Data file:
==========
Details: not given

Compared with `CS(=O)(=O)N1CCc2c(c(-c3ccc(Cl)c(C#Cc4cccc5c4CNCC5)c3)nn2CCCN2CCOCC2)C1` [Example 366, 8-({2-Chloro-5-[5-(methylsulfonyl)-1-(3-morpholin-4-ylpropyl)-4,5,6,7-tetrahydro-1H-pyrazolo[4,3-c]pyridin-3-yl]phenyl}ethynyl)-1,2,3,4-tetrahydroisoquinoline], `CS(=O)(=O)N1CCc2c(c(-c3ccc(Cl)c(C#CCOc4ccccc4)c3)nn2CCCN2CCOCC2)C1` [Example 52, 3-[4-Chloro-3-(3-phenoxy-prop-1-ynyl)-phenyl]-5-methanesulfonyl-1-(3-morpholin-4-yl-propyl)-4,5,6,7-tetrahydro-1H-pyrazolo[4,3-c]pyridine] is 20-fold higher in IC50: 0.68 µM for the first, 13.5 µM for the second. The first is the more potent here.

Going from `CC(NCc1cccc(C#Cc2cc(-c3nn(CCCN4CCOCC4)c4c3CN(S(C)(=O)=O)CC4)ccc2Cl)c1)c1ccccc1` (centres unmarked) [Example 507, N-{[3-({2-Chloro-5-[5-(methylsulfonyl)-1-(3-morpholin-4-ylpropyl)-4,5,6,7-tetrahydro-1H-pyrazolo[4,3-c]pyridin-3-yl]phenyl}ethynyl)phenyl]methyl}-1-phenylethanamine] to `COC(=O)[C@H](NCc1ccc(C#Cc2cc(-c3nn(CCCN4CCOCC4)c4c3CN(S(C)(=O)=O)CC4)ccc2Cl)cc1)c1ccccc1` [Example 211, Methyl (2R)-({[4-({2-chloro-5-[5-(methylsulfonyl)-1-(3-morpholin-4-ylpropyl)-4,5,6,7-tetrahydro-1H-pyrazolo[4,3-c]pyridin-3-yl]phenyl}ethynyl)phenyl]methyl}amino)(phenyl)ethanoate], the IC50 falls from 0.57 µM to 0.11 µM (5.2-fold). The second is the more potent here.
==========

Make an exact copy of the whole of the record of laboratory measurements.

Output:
Details: not given

Compared with `CS(=O)(=O)N1CCc2c(c(-c3ccc(Cl)c(C#Cc4cccc5c4CNCC5)c3)nn2CCCN2CCOCC2)C1` [Example 366, 8-({2-Chloro-5-[5-(methylsulfonyl)-1-(3-morpholin-4-ylpropyl)-4,5,6,7-tetrahydro-1H-pyrazolo[4,3-c]pyridin-3-yl]phenyl}ethynyl)-1,2,3,4-tetrahydroisoquinoline], `CS(=O)(=O)N1CCc2c(c(-c3ccc(Cl)c(C#CCOc4ccccc4)c3)nn2CCCN2CCOCC2)C1` [Example 52, 3-[4-Chloro-3-(3-phenoxy-prop-1-ynyl)-phenyl]-5-methanesulfonyl-1-(3-morpholin-4-yl-propyl)-4,5,6,7-tetrahydro-1H-pyrazolo[4,3-c]pyridine] is 20-fold higher in IC50: 0.68 µM for the first, 13.5 µM for the second. The first is the more potent here.

Going from `CC(NCc1cccc(C#Cc2cc(-c3nn(CCCN4CCOCC4)c4c3CN(S(C)(=O)=O)CC4)ccc2Cl)c1)c1ccccc1` (centres unmarked) [Example 507, N-{[3-({2-Chloro-5-[5-(methylsulfonyl)-1-(3-morpholin-4-ylpropyl)-4,5,6,7-tetrahydro-1H-pyrazolo[4,3-c]pyridin-3-yl]phenyl}ethynyl)phenyl]methyl}-1-phenylethanamine] to `COC(=O)[C@H](NCc1ccc(C#Cc2cc(-c3nn(CCCN4CCOCC4)c4c3CN(S(C)(=O)=O)CC4)ccc2Cl)cc1)c1ccccc1` [Example 211, Methyl (2R)-({[4-({2-chloro-5-[5-(methylsulfonyl)-1-(3-morpholin-4-ylpropyl)-4,5,6,7-tetrahydro-1H-pyrazolo[4,3-c]pyridin-3-yl]phenyl}ethynyl)phenyl]methyl}amino)(phenyl)ethanoate], the IC50 falls from 0.57 µM to 0.11 µM (5.2-fold). The second is the more potent here.